Posted in zany, offbeat, somewhat silly humor

Pest Control 101

The holiday season, aka Christmas, is wrapping up (pun intended), but with all that extra food lying around over the last week or so, I should probably talk about pest control.  Pest control isn’t all that difficult if you follow a few simple rules.

Rule #1: Focus

In order to eradicate your pests, you need to focus.  This means that you need to define exactly what you are trying to eradicate.  Are you going after all your bratty nieces and nephews-or just the ones less than three feet tall?  What about those terrifying eyelash mites we heard about in Grade Six?  The ones that literally dive in and out of your eyelashes with reckless abandon, sucking the juices out of them until they (the eyelashes) wizzle up and fall off?

Demodex folliculorum (maybe)

I think this is an unretouched image of an eyelash mite contemplating diving into its next eyelash with reckless abandon. But I’m a little suspicious of the overall quality of the information on the site where I got the image (everything you wanted to know about eyelash mites).

For instance, I found this quote kind of misleading:

“Actually they (Demodex folliculorum) like to burrow into the follicles. You don’t have any symptoms. But your eyelashes can get irritated and very itchy. This can cause our eyelashes to fall out.”

Hello?  Last time I checked, irritation is a symptom.  Like when your patient says, “My eyelashes are irritated.”  That’s a symptom.  And if you’re really on your game that day, you will immediately counter with a patient-centered interviewing technique and ask,

“What do you think might be wrong with you?”

The patient will probably say, “I literally think I have eyelash mites.”

And what about itchiness?  Same story.  It’s a symptom too.

Eyelashes falling out is a symptom if the patient tells you about it, but if you happen to see eyelashes falling out on physical exam, then it’s a sign, not a symptom.  But maybe I’m splitting hairs.  And who the hell actually examines their patients these days anyway?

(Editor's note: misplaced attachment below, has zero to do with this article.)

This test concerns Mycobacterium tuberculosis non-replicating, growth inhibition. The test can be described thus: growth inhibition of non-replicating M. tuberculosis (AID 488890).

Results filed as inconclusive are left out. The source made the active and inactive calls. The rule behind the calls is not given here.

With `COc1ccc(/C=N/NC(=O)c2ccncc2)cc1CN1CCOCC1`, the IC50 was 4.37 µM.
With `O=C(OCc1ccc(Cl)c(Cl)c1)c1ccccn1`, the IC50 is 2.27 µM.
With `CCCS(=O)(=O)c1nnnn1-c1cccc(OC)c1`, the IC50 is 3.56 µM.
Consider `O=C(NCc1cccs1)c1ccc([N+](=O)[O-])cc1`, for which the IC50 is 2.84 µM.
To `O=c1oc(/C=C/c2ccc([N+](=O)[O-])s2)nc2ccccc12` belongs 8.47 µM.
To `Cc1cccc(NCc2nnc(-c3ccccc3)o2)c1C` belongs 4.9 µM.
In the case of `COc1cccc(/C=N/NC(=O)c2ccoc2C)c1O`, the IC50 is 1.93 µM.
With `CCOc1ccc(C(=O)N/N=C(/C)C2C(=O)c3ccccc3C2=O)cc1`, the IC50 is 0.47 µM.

I’m just saying you should be a little wary of some of the stuff you read on line.  Especially the stuff in some of these would-be humor columns.

But I’m getting way off focus here, so let’s talk about spiders.  They make pretty good pests since many of us non-spiders are terrified of them.  And supposedly we’re less than three feet away from a spider  literally everywhere on Earth.

OK let’s stop right here.  I don’t know if you’ve noticed, but to me it seems like literally everyone  is misusing “literally.”  I wanted to see if anyone else was noticing this problem so I googled “overuse of literally.”  Literally less than one second later, my suspicions were confirmed.  Literally tons of people are concerned about this issue.  I found a great site that outlines the problem: stop saying literally .

The author, Liz Bureman, explains:

“When something is literally occurring, that means that it is happening exactly as described. Someone who is literally passing out from excitement has their eyes rolling back in their head, and is collapsing to the ground as we speak.

Usually, the intended word is figuratively, which means that whatever is happening is being described metaphorically. Someone who is figuratively on pins and needles with anticipation is really looking forward to something. Someone who is literally on pins and needles is currently experiencing small puncture wounds on their body.”

I literally adore the way Ms. Bureman thinks.

Note that just now I misused “literally” another way: I used it for emphasis when really, I should have been looking for some other adverb like “totally” or “absolutely” or “incontestably.”  Just saying.

Where was I?  Oh yeah, spiders.  Although I think they are great pests, it turns out that this whole less-than-three-feet-from-a-spider-almost-everywhere-on-Earth thing is another one of those pesky urban legends.  Just go to the truth about spiders where you’ll read about Norman Platnick’s tragic error back in 1995.  Norman Platnick is a famous arachnologist, in case you were wondering.

Norman Platnick less than three feet away from a spider

You could also just try using some common sense.  Do you honestly think there are spiders crawling everywhere in Antarctica?  What about at the summit of Everest? Or during free-fall whilst skydiving.  Next time you are in Antarctica or on the summit of Everest, or in free-fall, take a look around, would you?

I want to move on but first I need to give you this short list of other things we’re literally never more than 3 feet from: nitrogen and oxygen molecules, our cell phones, someone bitching about Donald Trump even if we happen to be alone in a small capsule orbiting the Earth, 20 mph playground/school zones where there the nearest playground/school is literally 200 yards away, situated behind an 8-foot, barbed-wire fence.

Ok, we’re good.

I just realized that if we’re going to get serious about eradicating pests, right away we run up against a big problem, which is how to pluralize animals.  A good way to pluralize animals is to stick a male and female together for awhile.  You will probably wind up with more of that animal, sooner or later.